Plunket was a member of the Irish aristocracy. She was a granddaughter of a Lord Chancellor of Ireland, who became the first Baron Plunket. Her father became a Bishop and her mother was the daughter of a Speaker of the Irish House of Commons. Plunket never married and outlived all five of her siblings. In 1825, when just a young girl, she met the novelist Walter Scott. She travelled extensively, often with her younger sister Gertrude, and visited almost every capital in Europe. She was an amateur botanical artist and made many sketches of flowers in France, Italy, Spain, Germany, Ireland and Switzerland. At about the age of 70, Plunket inherited Ballymascanlon House, one of her family’s ancestral homes, and oversaw the upkeep of the home and gardens. A keen reader, she had a very strong sense of humour, was always an excellent sleeper and maintained a good appetite into advanced old age.
At the age of 102, Plunket contracted a bad attack of bronchitis and became confined to her bedroom thereafter. She accepted this less active lifestyle calmly and directed the management of her garden from her window. At the age of 108, Plunkett won the Fortescue Challenge Bowl and the Healy Challenge Cup at the Dundalk Agricultural Show. On the occasion of her 109th and 110th birthdays, she was sent a telegram of congratulation by King George V. She remained lucid and interested in the world to the end of her life, and as a supercentenarian she enjoyed listening to the paper being read to her. She attributed her longevity to her unrustled carefree attitude to life. According to a cousin, Plunket never allowed things to worry her, and always believed that anything good comes from God, and anything bad has been sent for her good.
Ann Pouder, 110
On her 110th birthday:
May 31, 2015; Ann Pouder was born in London, England, United Kingdom on April 8, 1807 and died in Baltimore, Maryland, United States on July 10, 1917 at the age of 110 years, 93 days. The first verified supercentenarian to die in America, she was also the oldest living person in the world at the time of her death. Pouder emigrated to the United States with her family at the age of 12. She then lived the remaining 98 years of her life in Baltimore, Maryland. She married, but her husband passed away shortly after the marriage and they had no children. In the last few months of her life, Pouder was bedridden, blind and almost deaf, but her mind remained sharp. Her longevity claim was verified by Alexander Graham Bell, the inventor of the telephone.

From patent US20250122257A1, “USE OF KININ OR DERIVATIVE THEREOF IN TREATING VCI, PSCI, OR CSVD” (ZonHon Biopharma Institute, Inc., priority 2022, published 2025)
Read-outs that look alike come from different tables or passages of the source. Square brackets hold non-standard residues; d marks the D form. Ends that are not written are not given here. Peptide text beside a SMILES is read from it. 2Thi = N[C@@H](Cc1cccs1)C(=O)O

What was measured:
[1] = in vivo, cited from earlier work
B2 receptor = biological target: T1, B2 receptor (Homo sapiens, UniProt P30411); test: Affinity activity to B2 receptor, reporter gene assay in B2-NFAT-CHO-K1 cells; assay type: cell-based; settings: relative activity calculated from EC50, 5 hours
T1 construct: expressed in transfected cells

Pouder was said to be in good health at her 106th and 109th birthdays. She said her attitute to life was to “make the best of what comes.”
Velgjer Svien, 110
Picture of Velgjer Svien mentioned at her 102nd birthday, courtesy of Northfield (MN) Historical Society:
April 27, 2014; Velgjer Svien was born at Valdres, Norway, on October 10, 1842. She died in Northfield, Minnesota, USA, on January 23, 1953 at the age of 110 years, 105 days. At the time of her death, she was the second oldest living person in the world, the oldest person ever born in Norway and the oldest person ever to die in Minnesota. Her Minnesota longevity record was broken by Mary Ford in 1987.